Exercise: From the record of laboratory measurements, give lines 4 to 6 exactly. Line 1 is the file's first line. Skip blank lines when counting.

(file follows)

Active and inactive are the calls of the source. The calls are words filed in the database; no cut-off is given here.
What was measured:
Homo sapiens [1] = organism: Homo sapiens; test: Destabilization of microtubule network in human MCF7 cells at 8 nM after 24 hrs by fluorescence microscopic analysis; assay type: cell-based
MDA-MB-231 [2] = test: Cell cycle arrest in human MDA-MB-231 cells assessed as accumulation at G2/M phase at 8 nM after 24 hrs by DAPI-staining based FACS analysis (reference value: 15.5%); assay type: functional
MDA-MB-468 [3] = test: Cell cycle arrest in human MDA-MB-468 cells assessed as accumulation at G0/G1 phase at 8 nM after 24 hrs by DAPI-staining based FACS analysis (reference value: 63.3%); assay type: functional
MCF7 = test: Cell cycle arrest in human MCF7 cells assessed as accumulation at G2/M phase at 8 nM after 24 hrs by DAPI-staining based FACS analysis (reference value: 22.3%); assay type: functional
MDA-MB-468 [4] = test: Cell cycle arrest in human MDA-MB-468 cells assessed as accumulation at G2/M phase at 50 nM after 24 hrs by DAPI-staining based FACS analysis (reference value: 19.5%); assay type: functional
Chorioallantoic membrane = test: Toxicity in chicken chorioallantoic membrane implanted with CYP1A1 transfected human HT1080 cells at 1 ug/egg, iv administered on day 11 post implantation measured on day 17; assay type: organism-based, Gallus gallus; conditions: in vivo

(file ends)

MDA-MB-231 [2] = test: Cell cycle arrest in human MDA-MB-231 cells assessed as accumulation at G2/M phase at 8 nM after 24 hrs by DAPI-staining based FACS analysis (reference value: 15.5%); assay type: functional
MDA-MB-468 [3] = test: Cell cycle arrest in human MDA-MB-468 cells assessed as accumulation at G0/G1 phase at 8 nM after 24 hrs by DAPI-staining based FACS analysis (reference value: 63.3%); assay type: functional
MCF7 = test: Cell cycle arrest in human MCF7 cells assessed as accumulation at G2/M phase at 8 nM after 24 hrs by DAPI-staining based FACS analysis (reference value: 22.3%); assay type: functional